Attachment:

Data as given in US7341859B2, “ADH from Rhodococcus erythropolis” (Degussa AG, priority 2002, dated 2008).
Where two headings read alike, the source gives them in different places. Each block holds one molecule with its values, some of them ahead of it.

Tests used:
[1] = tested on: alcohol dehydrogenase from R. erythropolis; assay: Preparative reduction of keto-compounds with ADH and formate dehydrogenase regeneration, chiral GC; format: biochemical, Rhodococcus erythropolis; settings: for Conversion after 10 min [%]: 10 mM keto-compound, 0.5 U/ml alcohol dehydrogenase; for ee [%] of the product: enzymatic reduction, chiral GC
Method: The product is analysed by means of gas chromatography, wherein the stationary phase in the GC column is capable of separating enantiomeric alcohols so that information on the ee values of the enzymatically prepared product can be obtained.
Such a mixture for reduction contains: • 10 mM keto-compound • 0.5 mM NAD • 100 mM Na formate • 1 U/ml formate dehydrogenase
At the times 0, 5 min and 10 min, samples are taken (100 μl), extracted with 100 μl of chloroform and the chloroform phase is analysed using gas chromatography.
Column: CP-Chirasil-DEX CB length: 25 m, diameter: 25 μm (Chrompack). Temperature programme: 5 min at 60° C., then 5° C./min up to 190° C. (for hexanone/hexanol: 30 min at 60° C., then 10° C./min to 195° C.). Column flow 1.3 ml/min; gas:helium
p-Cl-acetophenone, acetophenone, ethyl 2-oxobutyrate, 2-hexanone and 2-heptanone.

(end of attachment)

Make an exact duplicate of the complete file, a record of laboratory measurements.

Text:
Data as given in US7341859B2, “ADH from Rhodococcus erythropolis” (Degussa AG, priority 2002, dated 2008).
Where two headings read alike, the source gives them in different places. Each block holds one molecule with its values, some of them ahead of it.

Tests used:
[1] = tested on: alcohol dehydrogenase from R. erythropolis; assay: Preparative reduction of keto-compounds with ADH and formate dehydrogenase regeneration, chiral GC; format: biochemical, Rhodococcus erythropolis; settings: for Conversion after 10 min [%]: 10 mM keto-compound, 0.5 U/ml alcohol dehydrogenase; for ee [%] of the product: enzymatic reduction, chiral GC
Method: The product is analysed by means of gas chromatography, wherein the stationary phase in the GC column is capable of separating enantiomeric alcohols so that information on the ee values of the enzymatically prepared product can be obtained.
Such a mixture for reduction contains: • 10 mM keto-compound • 0.5 mM NAD • 100 mM Na formate • 1 U/ml formate dehydrogenase
At the times 0, 5 min and 10 min, samples are taken (100 μl), extracted with 100 μl of chloroform and the chloroform phase is analysed using gas chromatography.
Column: CP-Chirasil-DEX CB length: 25 m, diameter: 25 μm (Chrompack). Temperature programme: 5 min at 60° C., then 5° C./min up to 190° C. (for hexanone/hexanol: 30 min at 60° C., then 10° C./min to 195° C.). Column flow 1.3 ml/min; gas:helium
p-Cl-acetophenone, acetophenone, ethyl 2-oxobutyrate, 2-hexanone and 2-heptanone.